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As Heard on LNH


Aaron Hernandez Apparently Committed Suicide in His Cell  
 
Former Patriots tight end AARON HERNANDEZ died yesterday after hanging himself in his prison cell.  He was 27.  His body was found early in the morning in his solo cell at the Souza-Baranowski Correctional Center in Massachusetts.
 
He was serving a life sentence for the 2013 murder of Odin Lloyd, who'd been dating the sister of his fiancée.  And just last week, he was found NOT guilty of a separate double murder in 2012.
 
Prison officials said he'd attempted to block his cell door by jamming stuff into it . . . and hung himself after tying a bedsheet to the window.  He had a solo cell, and he wasn't on suicide watch, but he was for a time back in 2015.
 
The death will be investigated by police, but there was no suicide note.  However, he did write a bible verse on his forehead in red ink.  
 
It was John 3:16 . . . quote, "For God so loved the world that he gave his one and only Son, that whoever believes in him shall not perish but have eternal life."  He'd been a practicing Christian at college, and Tim Tebow was his "life instructor."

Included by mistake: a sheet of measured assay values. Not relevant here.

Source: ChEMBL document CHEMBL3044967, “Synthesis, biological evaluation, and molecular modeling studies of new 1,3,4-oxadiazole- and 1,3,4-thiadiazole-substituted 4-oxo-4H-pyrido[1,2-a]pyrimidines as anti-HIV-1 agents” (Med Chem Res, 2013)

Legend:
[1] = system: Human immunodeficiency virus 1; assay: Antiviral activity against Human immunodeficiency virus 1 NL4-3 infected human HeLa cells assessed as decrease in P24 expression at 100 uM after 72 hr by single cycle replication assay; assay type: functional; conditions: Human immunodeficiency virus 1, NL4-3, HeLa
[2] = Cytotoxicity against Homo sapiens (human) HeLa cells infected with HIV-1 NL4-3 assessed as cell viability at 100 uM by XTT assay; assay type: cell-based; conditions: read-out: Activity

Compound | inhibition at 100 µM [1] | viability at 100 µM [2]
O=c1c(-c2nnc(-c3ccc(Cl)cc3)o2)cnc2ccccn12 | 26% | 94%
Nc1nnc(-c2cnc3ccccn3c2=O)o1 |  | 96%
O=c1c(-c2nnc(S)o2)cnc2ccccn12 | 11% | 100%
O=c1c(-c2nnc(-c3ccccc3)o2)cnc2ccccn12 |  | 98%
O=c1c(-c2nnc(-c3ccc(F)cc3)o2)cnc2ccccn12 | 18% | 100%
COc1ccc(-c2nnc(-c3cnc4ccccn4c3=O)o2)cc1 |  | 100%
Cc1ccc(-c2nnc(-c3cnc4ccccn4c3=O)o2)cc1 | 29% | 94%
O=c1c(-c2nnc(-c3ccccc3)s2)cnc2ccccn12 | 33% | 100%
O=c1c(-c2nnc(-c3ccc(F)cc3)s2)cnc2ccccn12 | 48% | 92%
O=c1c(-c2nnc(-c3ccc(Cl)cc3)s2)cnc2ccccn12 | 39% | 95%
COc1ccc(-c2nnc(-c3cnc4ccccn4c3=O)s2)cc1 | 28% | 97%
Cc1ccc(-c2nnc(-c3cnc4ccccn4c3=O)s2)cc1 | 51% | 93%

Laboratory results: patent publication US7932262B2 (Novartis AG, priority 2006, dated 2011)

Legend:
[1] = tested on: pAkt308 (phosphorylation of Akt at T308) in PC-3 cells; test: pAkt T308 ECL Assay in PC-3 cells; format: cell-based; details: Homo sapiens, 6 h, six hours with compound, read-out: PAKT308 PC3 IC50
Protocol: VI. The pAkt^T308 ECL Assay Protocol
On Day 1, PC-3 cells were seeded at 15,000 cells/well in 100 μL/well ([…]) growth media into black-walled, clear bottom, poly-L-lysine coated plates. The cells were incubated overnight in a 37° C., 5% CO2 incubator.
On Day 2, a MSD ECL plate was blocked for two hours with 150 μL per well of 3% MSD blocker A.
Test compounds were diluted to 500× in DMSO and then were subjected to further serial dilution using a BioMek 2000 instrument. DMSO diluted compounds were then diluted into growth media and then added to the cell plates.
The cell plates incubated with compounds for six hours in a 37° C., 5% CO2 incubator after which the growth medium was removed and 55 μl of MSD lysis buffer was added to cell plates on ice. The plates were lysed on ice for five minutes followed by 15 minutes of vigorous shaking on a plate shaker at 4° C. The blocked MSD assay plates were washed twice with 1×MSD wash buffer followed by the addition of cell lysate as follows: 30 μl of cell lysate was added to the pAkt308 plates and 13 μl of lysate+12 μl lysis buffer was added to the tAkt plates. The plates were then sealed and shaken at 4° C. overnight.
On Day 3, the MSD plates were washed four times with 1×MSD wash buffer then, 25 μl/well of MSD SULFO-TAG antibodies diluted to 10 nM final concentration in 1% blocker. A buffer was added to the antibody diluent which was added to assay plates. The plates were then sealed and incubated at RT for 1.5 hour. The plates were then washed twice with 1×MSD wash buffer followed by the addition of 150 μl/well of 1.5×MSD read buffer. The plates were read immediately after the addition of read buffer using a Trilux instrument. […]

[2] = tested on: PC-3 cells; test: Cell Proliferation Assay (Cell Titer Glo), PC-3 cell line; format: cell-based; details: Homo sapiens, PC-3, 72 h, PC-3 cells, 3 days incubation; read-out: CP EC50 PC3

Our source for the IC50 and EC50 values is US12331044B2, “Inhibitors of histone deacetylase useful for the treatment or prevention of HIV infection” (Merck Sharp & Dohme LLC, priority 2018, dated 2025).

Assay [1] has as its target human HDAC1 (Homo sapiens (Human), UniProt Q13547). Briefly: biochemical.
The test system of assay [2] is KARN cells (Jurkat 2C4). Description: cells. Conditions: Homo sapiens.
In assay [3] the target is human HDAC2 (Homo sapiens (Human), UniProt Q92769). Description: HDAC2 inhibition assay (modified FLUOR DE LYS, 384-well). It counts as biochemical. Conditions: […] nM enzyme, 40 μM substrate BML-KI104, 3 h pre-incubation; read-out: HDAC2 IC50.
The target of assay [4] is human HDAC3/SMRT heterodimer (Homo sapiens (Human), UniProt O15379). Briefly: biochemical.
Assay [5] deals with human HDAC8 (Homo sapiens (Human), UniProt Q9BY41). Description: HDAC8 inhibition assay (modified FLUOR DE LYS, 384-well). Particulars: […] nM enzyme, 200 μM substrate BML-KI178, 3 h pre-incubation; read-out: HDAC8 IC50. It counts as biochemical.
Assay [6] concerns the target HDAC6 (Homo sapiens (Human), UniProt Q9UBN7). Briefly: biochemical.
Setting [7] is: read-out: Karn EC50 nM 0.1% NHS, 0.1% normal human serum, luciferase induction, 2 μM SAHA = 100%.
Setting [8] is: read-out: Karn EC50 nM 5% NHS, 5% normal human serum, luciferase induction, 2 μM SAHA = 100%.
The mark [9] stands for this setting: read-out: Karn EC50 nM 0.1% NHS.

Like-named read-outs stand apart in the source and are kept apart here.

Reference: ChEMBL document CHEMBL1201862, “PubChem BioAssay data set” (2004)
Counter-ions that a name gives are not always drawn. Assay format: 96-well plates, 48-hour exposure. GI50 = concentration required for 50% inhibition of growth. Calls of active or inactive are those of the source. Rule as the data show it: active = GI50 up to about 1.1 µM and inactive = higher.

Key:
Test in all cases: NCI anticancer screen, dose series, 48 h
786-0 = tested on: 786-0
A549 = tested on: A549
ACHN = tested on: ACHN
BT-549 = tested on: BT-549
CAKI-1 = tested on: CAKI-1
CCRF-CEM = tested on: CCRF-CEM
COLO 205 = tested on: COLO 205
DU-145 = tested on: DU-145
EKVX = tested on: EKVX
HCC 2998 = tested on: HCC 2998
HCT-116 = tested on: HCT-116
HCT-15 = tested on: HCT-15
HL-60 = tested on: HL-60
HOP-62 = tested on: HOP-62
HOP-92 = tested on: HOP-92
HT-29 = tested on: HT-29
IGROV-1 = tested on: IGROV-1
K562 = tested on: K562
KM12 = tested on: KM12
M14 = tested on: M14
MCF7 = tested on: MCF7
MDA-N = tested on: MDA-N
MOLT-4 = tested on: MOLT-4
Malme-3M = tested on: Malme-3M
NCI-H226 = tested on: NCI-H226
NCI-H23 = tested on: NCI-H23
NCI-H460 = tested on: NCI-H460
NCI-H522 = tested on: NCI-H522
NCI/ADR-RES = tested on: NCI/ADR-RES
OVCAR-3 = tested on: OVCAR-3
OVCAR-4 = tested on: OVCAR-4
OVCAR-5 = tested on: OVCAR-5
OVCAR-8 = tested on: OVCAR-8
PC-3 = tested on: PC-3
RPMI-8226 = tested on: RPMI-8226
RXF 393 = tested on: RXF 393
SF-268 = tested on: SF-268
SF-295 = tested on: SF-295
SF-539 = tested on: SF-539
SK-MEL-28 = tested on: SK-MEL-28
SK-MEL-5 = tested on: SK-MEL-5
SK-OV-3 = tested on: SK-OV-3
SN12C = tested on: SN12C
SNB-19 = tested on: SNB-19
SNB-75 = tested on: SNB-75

There's also a report saying that he'd somehow smoked synthetic marijuana before hanging himself.
 
For what it's worth, Aaron's lawyer says he would NOT have killed himself . . . and thinks another inmate or someone connected to the prison could've done it.  .
 
There's no proof of anything like that yet though, obviously.
 
 

 

Did Aaron Hernandez Legally Die an Innocent Man?  
 
AARON HERNANDEZ may have been acquitted of that double murder . . . but he WAS convicted of the 2013 murder of Odin Lloyd.  Although, his death might actually vacate that conviction.
 
There's an obscure law on the books in Massachusetts that says Hernandez died an INNOCENT man.  Technically.  Because if a defendant dies before ALL of his appeals have been exhausted, then he's not a criminal in the eyes of the law.
 
Some legal experts say the whole case could be erased . . . as if he was never arrested, tried, or convicted.  Obviously, that's putting the cart before the horse at this stage, but it could have MAJOR implications.
 
For example, TMZ says the ongoing civil case that Lloyd's family has against Hernandez could take a hit . . . and they'd have to re-establish his liability by having the whole case re-tried with a new jury.  But it's unclear how that could happen, because he's too dead to defend himself.
 
Other legal experts say a vacated conviction might mean the Patriots are on the hook to pay Hernandez's family the remaining MILLIONS from his contract.  And the family is already looking into that.
 

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